Wednesday, March 24, 2010

Dropping Charges - The Non-Prosecution Affidavit

Clients often ask whether the prosecutor will dismiss their criminal case if the complainant "drops the charges?" During this scenario the complaining witness may contact the prosecutor and ask them to stop the prosecution of their case. In Brazos County, the prosecutors require the complainant sign a "non-prosecution affidavit" in support of this request.

Note the complainant has no actual authority to compel the State to dismiss a case. Rather, the prosecutor has absolute authority to continue, or not, the prosecution of any criminal case in Bryan|College Station or any other area of Texas. However, in the right situation a non-prosecution affidavit from the alleged victim can go far in giving the accused person negotiation leverage. That is, many times the prosecutor does agree to dismiss the case, or sometimes reduce charges, based on the wishes of the victim. But in other cases, like those involving serious violence, I've seen prosecutors give a non-prosecution affidavit the "circular file" treatment. That is, no value whatsoever.

So, when speaking with your criminal defense attorney about the issues in your case, don't forget to let them know if the alleged victim might be willing to sign a non-prosecution affidavit. Be very careful, though. DO NOT attempt to persuade, convince, or coerce an alleged victim to "drop charges." There are criminal laws prohibiting retaliation against a person who is a victim or one who reports the occurrence of a crime. You could be prosecuted for a serious felony offense, like retaliation, if you said the wrong things or inadvertently frightened the victim. LET YOUR LAWYER handle this matter after consulting with you.

Monday, March 15, 2010

Failure To Communicate Plea Offers

The criminal defense lawyer's professional responsibility to each client is to timely communicate plea bargain offers made by the prosecutor. When defense attorneys fail to communicate plea offers to clients they commit ineffective assistance of counsel, which can often lead to reversal in a criminal case.

To establish an ineffective assistance of counsel claim the client must, first, prove their lawyer's representation fell below an objective standard of reasonableness. Second, the client must prove the deficient performance resulted in prejudice.

Failure of defense counsel to inform a client of plea offers made by the prosecution is an omission that falls below a standard of professional reasonableness. Furthermore, courts have been unanimous in finding that defense counsel's failure to inform a client of a plea offer constitutes a violation of the person's Sixth Amendment constitutional right to effective assistance of counsel.

But the failure to advise the client of the offer is not quite enough to obtain a reversal. The client must also show they were harmed by the lawyer's unprofessional conduct. In other words, the client must further prove they would have accepted the plea offer had it been communicated. Luckily, the courts have not required defendants prove the trial court would have accepted the plea bargain to establish harm. Only that the defendant missed the opportunity of accepting such a bargain and presenting it to the trial court for consideration.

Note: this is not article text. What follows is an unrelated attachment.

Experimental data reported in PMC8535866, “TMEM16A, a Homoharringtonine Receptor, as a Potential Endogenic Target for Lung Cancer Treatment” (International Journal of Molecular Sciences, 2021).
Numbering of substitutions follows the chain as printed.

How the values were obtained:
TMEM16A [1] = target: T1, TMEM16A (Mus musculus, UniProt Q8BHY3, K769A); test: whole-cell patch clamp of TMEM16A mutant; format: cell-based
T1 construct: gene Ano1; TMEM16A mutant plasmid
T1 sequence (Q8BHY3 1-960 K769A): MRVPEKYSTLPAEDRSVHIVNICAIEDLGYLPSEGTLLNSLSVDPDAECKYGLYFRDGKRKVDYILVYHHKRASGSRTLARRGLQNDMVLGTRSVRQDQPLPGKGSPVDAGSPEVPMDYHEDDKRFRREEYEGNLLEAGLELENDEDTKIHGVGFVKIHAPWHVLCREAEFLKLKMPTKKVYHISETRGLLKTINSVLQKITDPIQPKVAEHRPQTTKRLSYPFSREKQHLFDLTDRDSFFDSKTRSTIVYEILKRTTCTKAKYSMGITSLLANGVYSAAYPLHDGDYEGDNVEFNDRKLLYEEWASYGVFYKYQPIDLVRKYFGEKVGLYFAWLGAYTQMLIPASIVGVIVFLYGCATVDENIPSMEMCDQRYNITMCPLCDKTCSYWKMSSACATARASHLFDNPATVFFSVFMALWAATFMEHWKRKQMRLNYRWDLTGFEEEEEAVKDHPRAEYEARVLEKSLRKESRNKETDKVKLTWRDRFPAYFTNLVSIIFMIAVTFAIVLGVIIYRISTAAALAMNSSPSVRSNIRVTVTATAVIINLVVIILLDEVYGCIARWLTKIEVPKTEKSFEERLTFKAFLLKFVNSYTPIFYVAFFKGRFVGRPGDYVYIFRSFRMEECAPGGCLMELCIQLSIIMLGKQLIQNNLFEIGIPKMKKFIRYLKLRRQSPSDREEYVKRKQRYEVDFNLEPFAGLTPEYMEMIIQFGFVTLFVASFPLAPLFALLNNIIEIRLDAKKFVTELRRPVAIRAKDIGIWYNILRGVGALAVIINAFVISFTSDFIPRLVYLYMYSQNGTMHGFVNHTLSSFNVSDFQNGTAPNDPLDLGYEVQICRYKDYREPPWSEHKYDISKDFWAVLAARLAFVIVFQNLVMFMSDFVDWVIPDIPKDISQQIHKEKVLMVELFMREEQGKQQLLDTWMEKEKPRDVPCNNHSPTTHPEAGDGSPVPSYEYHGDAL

If you find out your lawyer failed to communicate a plea offer to you, contact new defense counsel immediately. Relief might be available and you need to discuss the matter with an informed and experienced criminal defense lawyer as soon as possible.

Tuesday, March 2, 2010

Patience's a Virtue in Brazos County

The smile on my client's face made the long wait worth it. He'd been arrested in November 2008 and charged with 8 counts of aggravated robbery, one count of burglary, and assorted controlled substance charges. During each visit with my client I encouraged him to remain patient. We had investigated the facts of the serious robbery charges and determined there was little evidence to prove guilt, if any.

The nature of this case dovetailed well with my earlier post regarding the corroboration of accomplice testimony. Here my client was being held on the testimony of an accomplice. (which can be probable cause enough to indict and detain) However, with the help of my investigator we demonstrated the State had no corroboration. After we brought this to their attention, we went before the judge requesting a bond reduction. Although we failed to obtain the personal bond we sought, the judge did lower the bonds significantly. However, we continued to wait and wait for the prosecutor to perform their follow-up investigation and come to the same conclusion we had, no corroboration.

That was 9 months ago. Finally, our patience paid off when the State agreed they'd dismiss 8 counts of aggravated robbery and one county of burglary against my client. We resolved the remainder of the charges with a plea bargain for time-served, and my client couldn't be happier. He's going home very soon.

So the moral of the story is be prepared with a large dose of patience. A good criminal defense lawyer can help you understand the ins and outs of your particular situation. But most of the time it's the prosecutor that must come around and see the handwriting on the wall.